Some observers have described Tuesday’s incident as a gas attack. Abu Baraa, a rebel figure from a group allied with Ahrar al-Sham, said a doctor who examined the bodies said there was little visible sign of external injuries.

The doctor saw bodies with frothing at the mouth and fluid coming from the eyes and noses, Abu Baraa said, adding the group had been meeting in a heavily fortified underground bunker.

Charles Lister, a visiting fellow at the Brookings Doha Center in Qatar, in an article written for the Huffington Post on Wednesday said, “Other than Ahrar al-Sham, the Islamic Front’s three largest member factions, Jaish al-Islam, Suqor al-Sham, and Liwa al-Tawhid, have all begun swaying closer towards the moderate semi-establishment camp in recent weeks, thereby putting pressure on the durability of an Islamist alliance that was founded in November 2013 as an explicit expression of opposition to moderate opposition bodies linked to Syria’s exiled opposition leadership.”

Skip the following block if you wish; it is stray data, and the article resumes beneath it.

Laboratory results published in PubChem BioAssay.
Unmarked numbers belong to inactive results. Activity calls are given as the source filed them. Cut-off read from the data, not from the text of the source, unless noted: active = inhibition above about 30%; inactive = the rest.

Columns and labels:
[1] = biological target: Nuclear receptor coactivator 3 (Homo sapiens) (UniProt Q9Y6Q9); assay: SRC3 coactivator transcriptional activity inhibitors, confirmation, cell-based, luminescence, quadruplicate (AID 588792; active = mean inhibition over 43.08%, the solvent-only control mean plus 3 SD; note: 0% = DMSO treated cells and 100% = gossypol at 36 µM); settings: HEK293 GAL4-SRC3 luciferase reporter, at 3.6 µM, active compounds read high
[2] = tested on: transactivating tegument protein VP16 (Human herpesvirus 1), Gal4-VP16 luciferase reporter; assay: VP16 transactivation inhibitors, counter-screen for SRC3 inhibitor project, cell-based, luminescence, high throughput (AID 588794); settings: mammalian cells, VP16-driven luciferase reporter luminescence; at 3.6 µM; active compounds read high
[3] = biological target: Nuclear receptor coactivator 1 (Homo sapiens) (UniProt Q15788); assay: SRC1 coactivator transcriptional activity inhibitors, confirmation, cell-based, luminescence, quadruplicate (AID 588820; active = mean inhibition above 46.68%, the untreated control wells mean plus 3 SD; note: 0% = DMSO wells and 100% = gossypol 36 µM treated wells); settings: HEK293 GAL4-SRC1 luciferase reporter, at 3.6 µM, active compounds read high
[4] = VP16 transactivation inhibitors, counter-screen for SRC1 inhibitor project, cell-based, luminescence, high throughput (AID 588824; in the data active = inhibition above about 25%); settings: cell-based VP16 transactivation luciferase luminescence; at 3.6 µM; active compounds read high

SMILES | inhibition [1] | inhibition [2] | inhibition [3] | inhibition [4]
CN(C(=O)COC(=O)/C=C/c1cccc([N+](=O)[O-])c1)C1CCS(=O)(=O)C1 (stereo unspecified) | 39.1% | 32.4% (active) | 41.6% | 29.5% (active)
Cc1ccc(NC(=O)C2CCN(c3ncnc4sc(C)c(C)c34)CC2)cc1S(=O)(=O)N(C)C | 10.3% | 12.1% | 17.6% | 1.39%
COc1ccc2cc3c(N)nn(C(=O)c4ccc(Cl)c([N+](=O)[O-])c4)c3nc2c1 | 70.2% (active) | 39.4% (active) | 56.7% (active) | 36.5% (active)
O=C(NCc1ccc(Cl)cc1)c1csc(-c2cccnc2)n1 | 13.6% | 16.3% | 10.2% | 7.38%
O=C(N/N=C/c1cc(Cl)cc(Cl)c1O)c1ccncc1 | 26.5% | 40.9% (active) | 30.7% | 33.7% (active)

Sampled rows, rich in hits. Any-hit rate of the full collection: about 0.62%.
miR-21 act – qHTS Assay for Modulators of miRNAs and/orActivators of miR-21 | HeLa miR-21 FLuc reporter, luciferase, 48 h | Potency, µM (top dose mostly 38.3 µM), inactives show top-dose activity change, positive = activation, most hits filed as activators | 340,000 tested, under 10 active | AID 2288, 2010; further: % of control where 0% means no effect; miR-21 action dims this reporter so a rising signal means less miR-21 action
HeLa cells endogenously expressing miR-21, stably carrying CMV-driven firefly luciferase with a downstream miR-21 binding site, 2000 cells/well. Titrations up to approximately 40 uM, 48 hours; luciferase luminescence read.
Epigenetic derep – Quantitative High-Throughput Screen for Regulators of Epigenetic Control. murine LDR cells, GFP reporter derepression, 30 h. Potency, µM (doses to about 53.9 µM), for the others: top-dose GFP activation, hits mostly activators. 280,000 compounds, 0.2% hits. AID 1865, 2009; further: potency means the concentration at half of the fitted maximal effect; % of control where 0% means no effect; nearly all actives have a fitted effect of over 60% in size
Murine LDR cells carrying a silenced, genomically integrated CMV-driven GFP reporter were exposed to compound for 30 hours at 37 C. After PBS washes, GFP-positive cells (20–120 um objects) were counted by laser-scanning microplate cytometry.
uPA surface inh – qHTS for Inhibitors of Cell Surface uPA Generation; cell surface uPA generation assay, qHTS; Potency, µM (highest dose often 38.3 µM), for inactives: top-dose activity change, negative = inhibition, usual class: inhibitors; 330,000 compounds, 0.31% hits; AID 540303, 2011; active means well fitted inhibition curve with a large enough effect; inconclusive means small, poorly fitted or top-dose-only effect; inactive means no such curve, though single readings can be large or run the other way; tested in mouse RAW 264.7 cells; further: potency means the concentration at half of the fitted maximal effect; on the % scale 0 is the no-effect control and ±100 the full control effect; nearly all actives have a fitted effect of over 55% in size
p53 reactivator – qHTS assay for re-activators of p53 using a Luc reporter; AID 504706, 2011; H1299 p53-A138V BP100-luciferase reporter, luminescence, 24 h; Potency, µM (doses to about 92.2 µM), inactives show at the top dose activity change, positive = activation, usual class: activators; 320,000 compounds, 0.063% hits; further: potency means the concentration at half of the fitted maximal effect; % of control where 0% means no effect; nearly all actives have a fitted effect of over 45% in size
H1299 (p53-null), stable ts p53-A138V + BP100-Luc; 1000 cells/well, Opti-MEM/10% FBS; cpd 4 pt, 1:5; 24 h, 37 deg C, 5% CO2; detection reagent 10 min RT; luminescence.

“Should it occur, the dissolution of Islamic Front will likely be a long and drawn-out process, but it would offer an invaluable opportunity for moderate opposition structures to co-opt what have long been Syria’s most powerful rebel factions,” added Lister.